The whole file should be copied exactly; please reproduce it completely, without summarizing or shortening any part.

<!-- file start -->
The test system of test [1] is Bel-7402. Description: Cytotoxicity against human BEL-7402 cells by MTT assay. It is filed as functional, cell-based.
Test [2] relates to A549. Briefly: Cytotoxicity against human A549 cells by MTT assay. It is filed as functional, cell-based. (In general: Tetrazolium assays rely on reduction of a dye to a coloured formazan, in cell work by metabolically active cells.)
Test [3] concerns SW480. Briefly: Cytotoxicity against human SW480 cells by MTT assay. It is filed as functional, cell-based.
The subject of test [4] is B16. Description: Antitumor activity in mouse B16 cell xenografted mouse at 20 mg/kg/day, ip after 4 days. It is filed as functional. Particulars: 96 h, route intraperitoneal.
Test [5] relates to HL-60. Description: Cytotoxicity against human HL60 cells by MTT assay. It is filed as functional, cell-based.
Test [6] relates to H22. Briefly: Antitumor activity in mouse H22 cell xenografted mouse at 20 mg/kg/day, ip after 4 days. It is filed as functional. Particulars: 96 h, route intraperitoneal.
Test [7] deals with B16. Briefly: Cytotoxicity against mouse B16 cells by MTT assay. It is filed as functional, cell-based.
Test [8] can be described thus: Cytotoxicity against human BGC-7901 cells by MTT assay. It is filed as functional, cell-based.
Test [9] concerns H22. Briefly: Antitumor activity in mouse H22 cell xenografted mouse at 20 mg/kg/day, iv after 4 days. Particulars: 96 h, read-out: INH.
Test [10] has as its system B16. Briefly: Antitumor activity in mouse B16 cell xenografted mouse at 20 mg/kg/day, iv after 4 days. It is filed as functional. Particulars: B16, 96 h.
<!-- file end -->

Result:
The test system of test [1] is Bel-7402. Description: Cytotoxicity against human BEL-7402 cells by MTT assay. It is filed as functional, cell-based.
Test [2] relates to A549. Briefly: Cytotoxicity against human A549 cells by MTT assay. It is filed as functional, cell-based. (In general: Tetrazolium assays rely on reduction of a dye to a coloured formazan, in cell work by metabolically active cells.)
Test [3] concerns SW480. Briefly: Cytotoxicity against human SW480 cells by MTT assay. It is filed as functional, cell-based.
The subject of test [4] is B16. Description: Antitumor activity in mouse B16 cell xenografted mouse at 20 mg/kg/day, ip after 4 days. It is filed as functional. Particulars: 96 h, route intraperitoneal.
Test [5] relates to HL-60. Description: Cytotoxicity against human HL60 cells by MTT assay. It is filed as functional, cell-based.
Test [6] relates to H22. Briefly: Antitumor activity in mouse H22 cell xenografted mouse at 20 mg/kg/day, ip after 4 days. It is filed as functional. Particulars: 96 h, route intraperitoneal.
Test [7] deals with B16. Briefly: Cytotoxicity against mouse B16 cells by MTT assay. It is filed as functional, cell-based.
Test [8] can be described thus: Cytotoxicity against human BGC-7901 cells by MTT assay. It is filed as functional, cell-based.
Test [9] concerns H22. Briefly: Antitumor activity in mouse H22 cell xenografted mouse at 20 mg/kg/day, iv after 4 days. Particulars: 96 h, read-out: INH.
Test [10] has as its system B16. Briefly: Antitumor activity in mouse B16 cell xenografted mouse at 20 mg/kg/day, iv after 4 days. It is filed as functional. Particulars: B16, 96 h.